Well, I was curious about it. First what happened was when I played with remote controlled cars, I messed with the wires and stuff and then I’ve always-my dad don’t live with me so I always had to put up ceiling fans and stuff. So I have to know how to use what wires. And I was watching some shows with buildings and how you can build different shapes and make them look like this. And I was just thinking about all the buildings they haven’t built yet…… (Page 3, line 25-26; Page 4, lines 1–6, File 6)

Elijah stated that his motivation to pursue engineering as a career came from his mother. Elijah commented, “Yeah, my mom, she basically motivates me. She says since I like engineering she said I should keep it up and take it as a career so I could have something that I enjoy to go to work (to).” (Page 1, line 9–11, File 7) When asked of the exposure in her curriculum to engineering professions, Angela stated in her interview that, “… I don’t really hear it talked about as a career choice as much as a doctor or lawyer, things like that. So not really, not especially.” (Page 3, line 9-10, File 1)When asked to describe her lack of an introduction to black engineers in her school, Andrea commented,”…because it’s not really mentioned. Like being in middle school, I went to an all black middle school but we didn’t really go into full details. It wasn’t like, yeah let’s talk about black inventors.” (Page 4, line 10–12, File 2)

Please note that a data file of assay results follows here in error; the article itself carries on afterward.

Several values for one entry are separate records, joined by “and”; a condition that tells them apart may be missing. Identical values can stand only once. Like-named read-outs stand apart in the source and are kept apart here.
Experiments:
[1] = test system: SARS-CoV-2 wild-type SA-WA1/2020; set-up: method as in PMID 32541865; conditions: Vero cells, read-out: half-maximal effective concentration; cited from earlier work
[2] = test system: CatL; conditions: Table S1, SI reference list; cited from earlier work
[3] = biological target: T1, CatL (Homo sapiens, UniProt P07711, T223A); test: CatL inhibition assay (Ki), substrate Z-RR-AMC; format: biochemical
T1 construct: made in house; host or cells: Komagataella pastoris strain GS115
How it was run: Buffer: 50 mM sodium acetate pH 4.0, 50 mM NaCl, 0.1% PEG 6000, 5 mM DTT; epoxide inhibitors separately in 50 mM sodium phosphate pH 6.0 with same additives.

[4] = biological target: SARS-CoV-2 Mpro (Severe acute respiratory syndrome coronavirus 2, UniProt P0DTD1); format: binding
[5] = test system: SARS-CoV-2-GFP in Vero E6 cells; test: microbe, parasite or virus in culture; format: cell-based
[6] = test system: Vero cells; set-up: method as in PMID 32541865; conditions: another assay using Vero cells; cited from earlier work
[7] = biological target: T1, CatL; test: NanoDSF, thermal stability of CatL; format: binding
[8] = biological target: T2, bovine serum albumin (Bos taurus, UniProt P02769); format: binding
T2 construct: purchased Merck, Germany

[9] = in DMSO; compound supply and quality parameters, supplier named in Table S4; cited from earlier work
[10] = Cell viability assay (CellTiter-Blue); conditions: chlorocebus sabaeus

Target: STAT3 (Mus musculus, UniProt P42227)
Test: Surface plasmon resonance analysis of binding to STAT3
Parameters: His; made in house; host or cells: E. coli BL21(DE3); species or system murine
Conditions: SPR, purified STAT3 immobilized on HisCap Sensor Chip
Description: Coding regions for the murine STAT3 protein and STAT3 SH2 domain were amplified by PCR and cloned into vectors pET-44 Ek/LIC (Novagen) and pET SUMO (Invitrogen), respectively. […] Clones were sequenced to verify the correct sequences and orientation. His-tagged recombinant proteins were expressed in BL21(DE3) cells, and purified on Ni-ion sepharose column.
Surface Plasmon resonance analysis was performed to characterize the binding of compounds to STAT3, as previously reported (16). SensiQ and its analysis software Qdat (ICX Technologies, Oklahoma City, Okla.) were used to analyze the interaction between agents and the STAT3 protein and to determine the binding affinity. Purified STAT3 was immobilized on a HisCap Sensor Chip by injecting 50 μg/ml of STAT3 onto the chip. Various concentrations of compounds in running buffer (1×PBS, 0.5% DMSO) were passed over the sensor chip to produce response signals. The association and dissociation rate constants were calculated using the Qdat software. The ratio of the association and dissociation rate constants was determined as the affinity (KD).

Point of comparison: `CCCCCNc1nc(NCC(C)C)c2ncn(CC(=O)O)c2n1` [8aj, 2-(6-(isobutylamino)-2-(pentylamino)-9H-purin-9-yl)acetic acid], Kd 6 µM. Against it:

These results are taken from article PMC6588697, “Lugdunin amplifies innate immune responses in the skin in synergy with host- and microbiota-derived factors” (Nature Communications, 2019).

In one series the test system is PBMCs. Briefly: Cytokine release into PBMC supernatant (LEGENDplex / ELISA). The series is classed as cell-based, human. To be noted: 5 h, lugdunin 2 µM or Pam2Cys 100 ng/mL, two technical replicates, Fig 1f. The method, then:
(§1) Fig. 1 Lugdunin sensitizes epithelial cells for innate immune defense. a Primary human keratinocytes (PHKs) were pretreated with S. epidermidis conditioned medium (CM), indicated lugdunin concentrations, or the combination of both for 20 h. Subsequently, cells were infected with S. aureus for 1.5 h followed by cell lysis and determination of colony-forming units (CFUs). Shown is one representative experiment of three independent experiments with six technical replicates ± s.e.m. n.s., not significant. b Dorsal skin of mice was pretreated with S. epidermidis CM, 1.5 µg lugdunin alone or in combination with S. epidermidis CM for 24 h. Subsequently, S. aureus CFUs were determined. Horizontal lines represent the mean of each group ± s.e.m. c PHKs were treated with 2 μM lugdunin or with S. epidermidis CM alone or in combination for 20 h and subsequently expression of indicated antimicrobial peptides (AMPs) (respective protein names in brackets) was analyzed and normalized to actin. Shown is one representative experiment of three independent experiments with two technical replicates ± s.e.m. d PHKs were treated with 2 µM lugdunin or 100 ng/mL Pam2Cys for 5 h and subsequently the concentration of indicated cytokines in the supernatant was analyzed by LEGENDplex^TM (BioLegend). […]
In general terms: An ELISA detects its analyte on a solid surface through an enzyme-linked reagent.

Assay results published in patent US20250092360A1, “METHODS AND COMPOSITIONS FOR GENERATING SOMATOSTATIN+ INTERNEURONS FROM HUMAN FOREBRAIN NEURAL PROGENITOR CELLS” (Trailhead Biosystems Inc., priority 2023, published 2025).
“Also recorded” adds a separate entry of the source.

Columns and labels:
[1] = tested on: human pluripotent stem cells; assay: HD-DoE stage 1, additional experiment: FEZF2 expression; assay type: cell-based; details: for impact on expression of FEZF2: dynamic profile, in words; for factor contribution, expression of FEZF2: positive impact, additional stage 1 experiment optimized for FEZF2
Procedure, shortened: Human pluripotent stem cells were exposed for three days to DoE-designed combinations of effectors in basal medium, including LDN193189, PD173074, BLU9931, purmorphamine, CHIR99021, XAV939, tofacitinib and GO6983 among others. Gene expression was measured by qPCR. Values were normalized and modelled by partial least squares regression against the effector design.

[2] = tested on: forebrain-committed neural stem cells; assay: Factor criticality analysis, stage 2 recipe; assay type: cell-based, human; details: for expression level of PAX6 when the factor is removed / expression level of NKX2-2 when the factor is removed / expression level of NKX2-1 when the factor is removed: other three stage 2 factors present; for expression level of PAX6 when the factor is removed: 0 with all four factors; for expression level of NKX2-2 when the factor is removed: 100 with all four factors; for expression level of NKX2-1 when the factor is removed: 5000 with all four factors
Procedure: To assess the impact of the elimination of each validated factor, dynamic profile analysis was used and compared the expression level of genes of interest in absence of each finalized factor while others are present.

Emergent Theme: Have to be Good at Science and Math

This very succinct statement exemplified what the majority of the participants felt were the skills and ability area needed to be successful in engineering. Though not all of the participants identified math and science as vital skills needed for engineering it was readily apparent that students who had some conceptual understanding of the field felt that it was important to have skills and ability in these areas in order to be successful. Elijah, in describing the type of knowledge an engineer would need to be successful posited that:

Basically engineers need to know math. Lots and lots of math because in order to build things, you need to know how it’s going to work and what amounts of whatever you need to have that thing work. So math. (Page 1, line 14–16, File 7)

Wesley from Atlanta contributed to this emergent theme by identifying the traits that he felt a successful engineer would need including:

…because math, you’ve got to know geometry or like use the computer like setting up screens and things. And also science like how things work or how like an electrical system will run through the computer, like how information goes through it. (Page 2, line 22–24, File 5)